Re-issuing UK improvising saxophonist Evan Parker's stunning 2003 solo release on soprano sax, recorded in 1986 in St. Paul's Church, Oxford by the late Michael Gerzon--"a giant in the field of audio"--using the natural resonance of the space to augment Parker's incredible technique.
The Snake Decides [REPRESS]
Released in: Great Britain
""We play to the informed listener. We don't play to the person who's tumbled in for the first time. We're not looking to make it easy." Evan Parker, 2003.
The music on Parker's Psi label, particularly his own, remains faithful to the spirit of the quote above. To get the most out of Parker, one should be prepared to invest some time. Such investment is repaid many times over. More than most, Parker's musical universe can seem self-contained, to be judged only by its own criteria. However, familiarity with (some of) his other recordings can greatly enhance one's appreciation. Thankfully, Parker continues to make good on his promise to re-release all of his Incus recordings on Psi. They are vital recordings in their own right, and their absence from the catalogue has hampered a full appreciation of Parker's work.
Originally recorded and released in 1986, The Snake Decides is the last of Parker's solo soprano sax recordings from Incus to be released on CD. It was recorded direct to a two-track master and documents four improvisations recorded in real time with no trickery. (It is always worth saying that, as new listeners often don't believe it.)
The title track is the longest, at almost twenty minutes. Although its title refers to a woodcut of the same name by George Murphy, it provides a ready-made excuse to focus on the serpentine qualities of Parker's soprano playing. His relentlessly energetic flurries of notes defy logic or reason, seeming to spiral and to tie themselves in knots and coils. If you are seeking to invest some time in Parker's music, I humbly suggest playing this album back-to-back with Lines Burnt in Light , Parker's solo soprano sax album from 2001. The contrasts are fascinating and reveal the ongoing development of the ever-changing Parker. It is a delight to welcome The Snake Decides back. Highly recommended."-John Eyles, All About Jazz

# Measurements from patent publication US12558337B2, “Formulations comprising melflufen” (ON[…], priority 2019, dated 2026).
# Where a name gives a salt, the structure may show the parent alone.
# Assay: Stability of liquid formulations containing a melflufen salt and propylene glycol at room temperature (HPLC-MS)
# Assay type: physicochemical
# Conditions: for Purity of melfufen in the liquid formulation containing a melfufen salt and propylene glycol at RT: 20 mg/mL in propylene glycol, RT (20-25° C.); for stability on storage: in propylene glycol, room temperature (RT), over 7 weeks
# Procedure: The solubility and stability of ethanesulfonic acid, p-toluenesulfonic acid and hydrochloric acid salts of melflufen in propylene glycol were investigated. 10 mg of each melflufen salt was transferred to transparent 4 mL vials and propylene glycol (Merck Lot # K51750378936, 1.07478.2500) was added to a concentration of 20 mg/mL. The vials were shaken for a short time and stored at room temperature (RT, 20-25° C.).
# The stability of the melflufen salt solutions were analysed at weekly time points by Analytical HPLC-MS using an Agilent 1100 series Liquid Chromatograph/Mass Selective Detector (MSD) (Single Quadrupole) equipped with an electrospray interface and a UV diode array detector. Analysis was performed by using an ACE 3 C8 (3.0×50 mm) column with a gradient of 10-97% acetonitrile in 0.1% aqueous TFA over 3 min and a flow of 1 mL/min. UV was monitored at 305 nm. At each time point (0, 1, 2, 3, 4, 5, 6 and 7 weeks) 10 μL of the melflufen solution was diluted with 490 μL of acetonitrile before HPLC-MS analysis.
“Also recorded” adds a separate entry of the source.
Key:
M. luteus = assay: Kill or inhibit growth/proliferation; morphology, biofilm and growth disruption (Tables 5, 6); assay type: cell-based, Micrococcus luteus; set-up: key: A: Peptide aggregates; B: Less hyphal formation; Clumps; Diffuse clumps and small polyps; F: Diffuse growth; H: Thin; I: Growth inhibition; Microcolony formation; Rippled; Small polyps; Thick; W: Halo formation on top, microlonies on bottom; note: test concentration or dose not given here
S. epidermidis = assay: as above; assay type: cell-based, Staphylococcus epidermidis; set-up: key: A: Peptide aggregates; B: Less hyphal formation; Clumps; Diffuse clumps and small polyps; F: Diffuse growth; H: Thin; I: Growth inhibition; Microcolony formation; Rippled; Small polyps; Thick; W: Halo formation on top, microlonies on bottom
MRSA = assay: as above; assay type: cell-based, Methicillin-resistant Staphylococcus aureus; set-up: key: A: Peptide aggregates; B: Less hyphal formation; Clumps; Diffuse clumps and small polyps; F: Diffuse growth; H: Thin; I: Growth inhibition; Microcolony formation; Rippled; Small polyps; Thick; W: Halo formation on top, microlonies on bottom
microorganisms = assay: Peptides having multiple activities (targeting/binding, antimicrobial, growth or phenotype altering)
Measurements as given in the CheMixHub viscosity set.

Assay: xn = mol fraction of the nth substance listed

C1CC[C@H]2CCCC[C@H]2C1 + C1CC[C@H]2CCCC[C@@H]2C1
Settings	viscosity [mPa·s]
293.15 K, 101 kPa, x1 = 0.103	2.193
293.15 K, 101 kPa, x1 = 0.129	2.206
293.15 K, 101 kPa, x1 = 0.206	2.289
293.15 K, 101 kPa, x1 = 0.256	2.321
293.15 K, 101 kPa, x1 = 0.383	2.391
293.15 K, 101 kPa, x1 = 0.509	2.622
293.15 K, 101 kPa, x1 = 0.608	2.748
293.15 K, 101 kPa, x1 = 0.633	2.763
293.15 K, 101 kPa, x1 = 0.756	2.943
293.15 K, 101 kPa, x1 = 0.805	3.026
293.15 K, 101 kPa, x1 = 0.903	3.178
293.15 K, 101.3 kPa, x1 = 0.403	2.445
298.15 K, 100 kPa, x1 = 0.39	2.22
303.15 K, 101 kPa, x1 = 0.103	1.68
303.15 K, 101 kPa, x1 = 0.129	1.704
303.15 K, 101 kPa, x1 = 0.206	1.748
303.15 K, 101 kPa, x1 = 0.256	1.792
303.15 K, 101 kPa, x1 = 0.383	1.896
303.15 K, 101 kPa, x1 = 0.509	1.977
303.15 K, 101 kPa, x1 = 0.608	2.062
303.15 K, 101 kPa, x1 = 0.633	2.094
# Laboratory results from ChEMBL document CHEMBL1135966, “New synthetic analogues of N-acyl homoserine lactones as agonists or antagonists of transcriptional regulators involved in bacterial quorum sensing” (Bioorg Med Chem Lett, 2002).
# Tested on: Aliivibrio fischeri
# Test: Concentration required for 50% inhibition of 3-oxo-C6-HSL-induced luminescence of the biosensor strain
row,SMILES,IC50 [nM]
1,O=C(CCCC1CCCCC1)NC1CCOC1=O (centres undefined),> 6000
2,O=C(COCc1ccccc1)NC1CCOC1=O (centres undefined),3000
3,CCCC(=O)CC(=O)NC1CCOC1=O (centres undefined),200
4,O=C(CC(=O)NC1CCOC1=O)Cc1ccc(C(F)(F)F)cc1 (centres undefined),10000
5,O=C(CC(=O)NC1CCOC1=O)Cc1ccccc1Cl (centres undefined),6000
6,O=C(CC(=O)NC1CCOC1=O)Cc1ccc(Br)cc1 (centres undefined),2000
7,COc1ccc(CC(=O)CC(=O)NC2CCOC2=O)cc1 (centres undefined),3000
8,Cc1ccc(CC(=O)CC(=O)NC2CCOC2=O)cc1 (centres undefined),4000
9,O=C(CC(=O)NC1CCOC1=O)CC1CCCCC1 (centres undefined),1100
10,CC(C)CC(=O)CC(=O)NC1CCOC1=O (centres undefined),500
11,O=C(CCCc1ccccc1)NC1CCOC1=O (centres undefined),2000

Six years after Six of One, Evan Parker proposed another solo album. The Snake Decides features the man, his soprano saxophone, and a gifted sound engineer in Michael Gerzon, to whom Parker pays tribute in the liner notes to the CD reissue (a reissue that sticks to the original album, no bonus material on this one). Six of One is hard to beat, especially since at the time (1980) it represented a thunderous introduction to Parker's solo playing. But The Snake Decides manages to raise the ante, if only slightly. Parker's circular breathing has grown more flexible and frantic. One pictures a mad snake charmer, playing multiple melodies at once to make the snakes stretch into different directions and move in interlocking patterns. In "Buriden's Ass" and "Haine's Last Tape," the number of notes per minute hits a peak. But Parker's music has never been about keeping score. The flurry is necessary to mesmerize the listener, to hypnotize him, to make everything else within earshot fade away. All that remains is this kaleidoscope of multiphonics. The title track, 20-minutes long, can seem like something of an ordeal, but the absence of a pause or break in the flow of notes obliterates time. But the best, most impressive pieces are the shorter ones; they are brighter, friskier. Recommended."-Francois Couture
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Shipping Weight: 4.00 units
Quantity in Basket: None
Catalog ID: 03.06
Squidco Product Code: 2411
Country: Great Britain
Packaging: Jewel Tray
Recorded at St. Paul's Church, Oxford, England in 1986, by Michael Gerzon.
Evan Parker-soprano sax
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1. The Snake Decides 19:56
2. Leipzig Folly 11:42
3. Buriden's Ass 6:29
4. Haine's Last Tape 6:01